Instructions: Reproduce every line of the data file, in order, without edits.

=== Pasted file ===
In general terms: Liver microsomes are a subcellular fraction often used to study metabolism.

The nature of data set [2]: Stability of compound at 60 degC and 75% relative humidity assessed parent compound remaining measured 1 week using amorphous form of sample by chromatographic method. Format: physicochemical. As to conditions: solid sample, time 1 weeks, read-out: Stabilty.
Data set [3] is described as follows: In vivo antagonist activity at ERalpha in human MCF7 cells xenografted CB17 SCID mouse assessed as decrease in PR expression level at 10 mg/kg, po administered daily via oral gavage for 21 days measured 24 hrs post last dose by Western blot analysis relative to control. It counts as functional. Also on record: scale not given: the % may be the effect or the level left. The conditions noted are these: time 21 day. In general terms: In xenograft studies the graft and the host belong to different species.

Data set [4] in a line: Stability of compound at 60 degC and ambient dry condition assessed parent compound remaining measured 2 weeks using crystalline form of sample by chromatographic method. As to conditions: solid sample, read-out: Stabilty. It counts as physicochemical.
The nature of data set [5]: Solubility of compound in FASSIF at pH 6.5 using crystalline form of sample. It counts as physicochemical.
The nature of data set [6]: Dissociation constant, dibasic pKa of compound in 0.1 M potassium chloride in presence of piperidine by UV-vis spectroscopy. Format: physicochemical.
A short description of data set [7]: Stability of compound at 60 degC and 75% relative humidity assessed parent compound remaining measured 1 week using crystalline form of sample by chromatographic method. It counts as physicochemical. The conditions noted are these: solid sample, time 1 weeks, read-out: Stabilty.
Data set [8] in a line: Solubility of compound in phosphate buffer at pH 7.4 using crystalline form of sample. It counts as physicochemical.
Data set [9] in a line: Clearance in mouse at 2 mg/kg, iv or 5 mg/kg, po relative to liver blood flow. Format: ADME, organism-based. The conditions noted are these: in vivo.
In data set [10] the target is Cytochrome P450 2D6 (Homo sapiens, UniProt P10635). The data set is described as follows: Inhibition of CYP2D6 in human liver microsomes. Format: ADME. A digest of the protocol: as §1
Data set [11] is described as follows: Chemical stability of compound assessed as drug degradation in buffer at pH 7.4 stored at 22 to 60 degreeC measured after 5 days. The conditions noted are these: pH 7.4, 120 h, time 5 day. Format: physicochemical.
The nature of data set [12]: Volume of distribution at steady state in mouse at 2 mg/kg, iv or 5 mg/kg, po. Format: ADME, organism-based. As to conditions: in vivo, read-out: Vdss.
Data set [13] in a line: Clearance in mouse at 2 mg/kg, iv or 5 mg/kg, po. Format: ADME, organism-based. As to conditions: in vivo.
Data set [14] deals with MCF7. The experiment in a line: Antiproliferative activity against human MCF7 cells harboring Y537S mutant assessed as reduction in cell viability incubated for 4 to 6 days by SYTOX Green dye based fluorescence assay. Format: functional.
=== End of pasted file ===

In general terms: Liver microsomes are a subcellular fraction often used to study metabolism.

The nature of data set [2]: Stability of compound at 60 degC and 75% relative humidity assessed parent compound remaining measured 1 week using amorphous form of sample by chromatographic method. Format: physicochemical. As to conditions: solid sample, time 1 weeks, read-out: Stabilty.
Data set [3] is described as follows: In vivo antagonist activity at ERalpha in human MCF7 cells xenografted CB17 SCID mouse assessed as decrease in PR expression level at 10 mg/kg, po administered daily via oral gavage for 21 days measured 24 hrs post last dose by Western blot analysis relative to control. It counts as functional. Also on record: scale not given: the % may be the effect or the level left. The conditions noted are these: time 21 day. In general terms: In xenograft studies the graft and the host belong to different species.

Data set [4] in a line: Stability of compound at 60 degC and ambient dry condition assessed parent compound remaining measured 2 weeks using crystalline form of sample by chromatographic method. As to conditions: solid sample, read-out: Stabilty. It counts as physicochemical.
The nature of data set [5]: Solubility of compound in FASSIF at pH 6.5 using crystalline form of sample. It counts as physicochemical.
The nature of data set [6]: Dissociation constant, dibasic pKa of compound in 0.1 M potassium chloride in presence of piperidine by UV-vis spectroscopy. Format: physicochemical.
A short description of data set [7]: Stability of compound at 60 degC and 75% relative humidity assessed parent compound remaining measured 1 week using crystalline form of sample by chromatographic method. It counts as physicochemical. The conditions noted are these: solid sample, time 1 weeks, read-out: Stabilty.
Data set [8] in a line: Solubility of compound in phosphate buffer at pH 7.4 using crystalline form of sample. It counts as physicochemical.
Data set [9] in a line: Clearance in mouse at 2 mg/kg, iv or 5 mg/kg, po relative to liver blood flow. Format: ADME, organism-based. The conditions noted are these: in vivo.
In data set [10] the target is Cytochrome P450 2D6 (Homo sapiens, UniProt P10635). The data set is described as follows: Inhibition of CYP2D6 in human liver microsomes. Format: ADME. A digest of the protocol: as §1
Data set [11] is described as follows: Chemical stability of compound assessed as drug degradation in buffer at pH 7.4 stored at 22 to 60 degreeC measured after 5 days. The conditions noted are these: pH 7.4, 120 h, time 5 day. Format: physicochemical.
The nature of data set [12]: Volume of distribution at steady state in mouse at 2 mg/kg, iv or 5 mg/kg, po. Format: ADME, organism-based. As to conditions: in vivo, read-out: Vdss.
Data set [13] in a line: Clearance in mouse at 2 mg/kg, iv or 5 mg/kg, po. Format: ADME, organism-based. As to conditions: in vivo.
Data set [14] deals with MCF7. The experiment in a line: Antiproliferative activity against human MCF7 cells harboring Y537S mutant assessed as reduction in cell viability incubated for 4 to 6 days by SYTOX Green dye based fluorescence assay. Format: functional.